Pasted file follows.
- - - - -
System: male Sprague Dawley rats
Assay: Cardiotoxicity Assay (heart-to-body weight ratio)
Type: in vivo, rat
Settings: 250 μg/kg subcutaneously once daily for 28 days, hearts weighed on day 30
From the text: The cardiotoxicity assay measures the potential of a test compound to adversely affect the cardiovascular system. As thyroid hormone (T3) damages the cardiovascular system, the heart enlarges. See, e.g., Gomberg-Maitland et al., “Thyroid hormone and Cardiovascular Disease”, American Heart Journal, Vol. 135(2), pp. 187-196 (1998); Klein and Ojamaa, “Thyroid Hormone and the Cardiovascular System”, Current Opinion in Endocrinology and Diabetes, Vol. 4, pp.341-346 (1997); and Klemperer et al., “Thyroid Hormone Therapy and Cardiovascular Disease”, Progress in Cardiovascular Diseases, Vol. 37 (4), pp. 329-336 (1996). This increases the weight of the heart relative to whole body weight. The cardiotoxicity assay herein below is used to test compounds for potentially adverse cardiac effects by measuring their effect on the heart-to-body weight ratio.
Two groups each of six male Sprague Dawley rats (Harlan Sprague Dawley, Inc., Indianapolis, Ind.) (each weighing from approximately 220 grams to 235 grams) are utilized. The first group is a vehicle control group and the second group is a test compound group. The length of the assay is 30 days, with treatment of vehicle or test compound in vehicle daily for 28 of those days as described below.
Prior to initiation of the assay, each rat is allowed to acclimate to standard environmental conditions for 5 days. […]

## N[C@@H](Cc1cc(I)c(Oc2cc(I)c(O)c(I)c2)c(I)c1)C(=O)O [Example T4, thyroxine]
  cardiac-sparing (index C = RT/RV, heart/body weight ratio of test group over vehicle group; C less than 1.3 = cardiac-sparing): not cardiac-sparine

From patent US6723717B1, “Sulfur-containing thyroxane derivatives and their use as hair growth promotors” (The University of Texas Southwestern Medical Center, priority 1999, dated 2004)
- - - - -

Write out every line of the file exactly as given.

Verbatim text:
System: male Sprague Dawley rats
Assay: Cardiotoxicity Assay (heart-to-body weight ratio)
Type: in vivo, rat
Settings: 250 μg/kg subcutaneously once daily for 28 days, hearts weighed on day 30
From the text: The cardiotoxicity assay measures the potential of a test compound to adversely affect the cardiovascular system. As thyroid hormone (T3) damages the cardiovascular system, the heart enlarges. See, e.g., Gomberg-Maitland et al., “Thyroid hormone and Cardiovascular Disease”, American Heart Journal, Vol. 135(2), pp. 187-196 (1998); Klein and Ojamaa, “Thyroid Hormone and the Cardiovascular System”, Current Opinion in Endocrinology and Diabetes, Vol. 4, pp.341-346 (1997); and Klemperer et al., “Thyroid Hormone Therapy and Cardiovascular Disease”, Progress in Cardiovascular Diseases, Vol. 37 (4), pp. 329-336 (1996). This increases the weight of the heart relative to whole body weight. The cardiotoxicity assay herein below is used to test compounds for potentially adverse cardiac effects by measuring their effect on the heart-to-body weight ratio.
Two groups each of six male Sprague Dawley rats (Harlan Sprague Dawley, Inc., Indianapolis, Ind.) (each weighing from approximately 220 grams to 235 grams) are utilized. The first group is a vehicle control group and the second group is a test compound group. The length of the assay is 30 days, with treatment of vehicle or test compound in vehicle daily for 28 of those days as described below.
Prior to initiation of the assay, each rat is allowed to acclimate to standard environmental conditions for 5 days. […]

## N[C@@H](Cc1cc(I)c(Oc2cc(I)c(O)c(I)c2)c(I)c1)C(=O)O [Example T4, thyroxine]
  cardiac-sparing (index C = RT/RV, heart/body weight ratio of test group over vehicle group; C less than 1.3 = cardiac-sparing): not cardiac-sparine

From patent US6723717B1, “Sulfur-containing thyroxane derivatives and their use as hair growth promotors” (The University of Texas Southwestern Medical Center, priority 1999, dated 2004)